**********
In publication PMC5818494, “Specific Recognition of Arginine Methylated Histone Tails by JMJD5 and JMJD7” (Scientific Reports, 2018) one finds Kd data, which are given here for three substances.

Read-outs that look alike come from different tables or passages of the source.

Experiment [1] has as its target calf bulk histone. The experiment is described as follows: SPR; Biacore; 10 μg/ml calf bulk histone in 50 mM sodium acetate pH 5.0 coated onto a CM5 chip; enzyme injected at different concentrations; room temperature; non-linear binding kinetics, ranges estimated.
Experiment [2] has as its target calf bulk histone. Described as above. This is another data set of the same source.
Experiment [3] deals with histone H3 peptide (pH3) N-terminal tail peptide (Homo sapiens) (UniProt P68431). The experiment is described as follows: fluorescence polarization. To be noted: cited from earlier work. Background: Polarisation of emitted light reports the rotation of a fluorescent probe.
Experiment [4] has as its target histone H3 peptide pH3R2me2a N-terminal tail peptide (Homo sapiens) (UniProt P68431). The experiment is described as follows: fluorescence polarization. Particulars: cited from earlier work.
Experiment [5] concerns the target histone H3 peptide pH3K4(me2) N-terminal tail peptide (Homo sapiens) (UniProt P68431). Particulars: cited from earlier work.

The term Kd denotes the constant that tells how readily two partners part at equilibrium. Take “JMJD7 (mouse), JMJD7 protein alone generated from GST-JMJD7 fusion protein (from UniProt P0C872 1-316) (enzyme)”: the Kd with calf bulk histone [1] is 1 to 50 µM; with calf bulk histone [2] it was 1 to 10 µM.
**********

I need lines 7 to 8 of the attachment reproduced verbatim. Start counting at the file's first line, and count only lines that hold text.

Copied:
Experiment [5] concerns the target histone H3 peptide pH3K4(me2) N-terminal tail peptide (Homo sapiens) (UniProt P68431). Particulars: cited from earlier work.

The term Kd denotes the constant that tells how readily two partners part at equilibrium. Take “JMJD7 (mouse), JMJD7 protein alone generated from GST-JMJD7 fusion protein (from UniProt P0C872 1-316) (enzyme)”: the Kd with calf bulk histone [1] is 1 to 50 µM; with calf bulk histone [2] it was 1 to 10 µM.